CIBEPYME – The platform to support SMEs in their processes of internationalization to Latin America

INPI
Instituto Nacional da Propriedade Industrial

Created in the scope of the Ibero-American Program of Intellectual Property, the platform CIBEPYME is available to SMEs since 28th of October 2015.

This platform aims to support SMEs who intend to internationalize their products and services in the countries of Latin America.

The main objective of this platform is to enhance the use of intellectual property and to promote the effective management of intangible assets by SMEs, providing information, services and free assistance (through the inquiry form).

The CIBEPYME also allows the sharing of best practices, awareness campaigns, as well as case studies of companies that bet in the registration system, and also the dissemination of news and activities in each country.

At the moment, the information is only available to the countries belonging to the Latin American Program of Industrial Property (IBEPI http://www.ibepi.org): Argentina, Brazil, Colombia, Costa Rica, Ecuador, Spain, Mexico, Paraguay, Peru, Portugal, Republic Dominican Republic and Uruguay.

The content of this website is in Spanish (in Portuguese only for Portugal and Brazil micro sites). The information will also be available in English soon.

Gold Medal for Chile

Maximiliano Santa Cruz Scantlebury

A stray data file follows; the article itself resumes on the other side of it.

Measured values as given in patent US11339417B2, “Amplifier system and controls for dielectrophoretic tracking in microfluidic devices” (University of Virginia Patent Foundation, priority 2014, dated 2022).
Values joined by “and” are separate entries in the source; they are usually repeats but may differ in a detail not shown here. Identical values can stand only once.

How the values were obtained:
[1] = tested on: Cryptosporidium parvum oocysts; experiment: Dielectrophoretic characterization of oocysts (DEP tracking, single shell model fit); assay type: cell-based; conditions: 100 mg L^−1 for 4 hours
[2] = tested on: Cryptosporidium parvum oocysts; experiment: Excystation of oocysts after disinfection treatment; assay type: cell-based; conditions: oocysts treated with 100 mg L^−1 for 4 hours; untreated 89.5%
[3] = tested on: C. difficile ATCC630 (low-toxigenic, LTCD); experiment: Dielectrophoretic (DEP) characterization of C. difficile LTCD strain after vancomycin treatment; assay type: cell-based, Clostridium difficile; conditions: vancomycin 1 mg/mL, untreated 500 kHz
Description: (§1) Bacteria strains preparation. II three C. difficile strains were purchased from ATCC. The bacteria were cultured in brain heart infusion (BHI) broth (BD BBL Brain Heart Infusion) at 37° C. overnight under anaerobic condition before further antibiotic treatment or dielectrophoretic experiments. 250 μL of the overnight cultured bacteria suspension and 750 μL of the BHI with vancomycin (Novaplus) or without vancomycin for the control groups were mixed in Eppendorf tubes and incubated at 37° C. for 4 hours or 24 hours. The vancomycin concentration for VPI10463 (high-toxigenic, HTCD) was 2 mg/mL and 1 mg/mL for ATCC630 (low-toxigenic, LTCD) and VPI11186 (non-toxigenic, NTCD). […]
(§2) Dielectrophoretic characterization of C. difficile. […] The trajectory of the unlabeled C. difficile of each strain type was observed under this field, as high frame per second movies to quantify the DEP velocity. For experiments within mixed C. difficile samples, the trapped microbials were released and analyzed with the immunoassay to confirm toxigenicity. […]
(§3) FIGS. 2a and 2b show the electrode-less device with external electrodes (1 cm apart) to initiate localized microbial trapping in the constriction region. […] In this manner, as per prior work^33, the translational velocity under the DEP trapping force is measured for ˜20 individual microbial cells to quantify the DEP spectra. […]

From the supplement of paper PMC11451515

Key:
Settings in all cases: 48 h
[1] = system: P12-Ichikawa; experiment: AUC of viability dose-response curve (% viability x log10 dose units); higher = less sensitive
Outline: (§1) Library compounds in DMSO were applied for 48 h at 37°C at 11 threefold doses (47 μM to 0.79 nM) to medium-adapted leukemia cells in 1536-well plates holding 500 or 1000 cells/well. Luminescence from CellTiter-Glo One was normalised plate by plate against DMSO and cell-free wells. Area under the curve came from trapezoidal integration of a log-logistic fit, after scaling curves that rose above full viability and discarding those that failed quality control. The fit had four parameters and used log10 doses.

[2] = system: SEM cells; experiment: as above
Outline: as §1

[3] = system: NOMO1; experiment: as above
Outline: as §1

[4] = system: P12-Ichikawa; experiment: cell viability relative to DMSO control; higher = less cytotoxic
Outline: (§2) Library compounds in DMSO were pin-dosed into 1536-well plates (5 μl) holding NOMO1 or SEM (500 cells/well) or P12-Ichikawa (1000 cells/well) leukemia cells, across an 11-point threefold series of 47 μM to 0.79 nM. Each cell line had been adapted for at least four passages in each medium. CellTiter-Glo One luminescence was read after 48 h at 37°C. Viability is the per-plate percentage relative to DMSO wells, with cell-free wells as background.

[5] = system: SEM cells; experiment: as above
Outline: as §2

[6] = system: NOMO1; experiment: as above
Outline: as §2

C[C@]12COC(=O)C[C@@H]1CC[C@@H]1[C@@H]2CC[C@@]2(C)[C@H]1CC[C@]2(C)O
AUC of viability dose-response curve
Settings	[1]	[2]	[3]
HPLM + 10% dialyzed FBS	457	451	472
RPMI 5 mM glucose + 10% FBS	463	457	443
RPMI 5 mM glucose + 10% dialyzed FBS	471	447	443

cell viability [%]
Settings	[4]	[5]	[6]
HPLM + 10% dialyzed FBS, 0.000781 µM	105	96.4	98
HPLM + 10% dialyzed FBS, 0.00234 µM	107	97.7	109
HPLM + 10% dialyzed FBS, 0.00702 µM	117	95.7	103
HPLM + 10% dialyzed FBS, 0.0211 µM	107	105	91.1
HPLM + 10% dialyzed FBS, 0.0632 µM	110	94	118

National Director of the National Institute of Industrial Property – INAPI

In 1986 the world heard the breaking news on the field of medicine. The Food and Drug Administration (FDA) announced the approval of the first recombinant vaccine, product developed to fight the Hepatitis B virus, a potentially mortal infection.

The Chilean biochemist Pablo Valenzuela Valdés was behind this historic scientific achievement. He became a referent of the genetic engineering as well as a pioneer on the technology transfer at the University of California, San Francisco.

The invention was patented and then licensed to pharmaceutical firms who were responsible for distributing the vaccine to dozens of countries. The license agreement has become the most prolific in term of economic results for the University of California, San Francisco in almost two decades, allowing funding new discoveries and further technology development.

Later the protection of industrial property on the vaccine, based on research about yeast, produced a number of tests which transformed the blood banks in a safer source.

Dr. Valenzuela´s contribution still gathers praise. On last October 22nd he became the first Chilean scientist to be awarded with the Gold Medal for Inventors, given by the World Intellectual Property Organization (WIPO). The award was promoted by The National Institute of Industrial Property of Chile (INAPI), due to Valenzuela significant contribution to the creation of new knowledge and its appropriation, which has meant a truly entrepreneurship engine for development.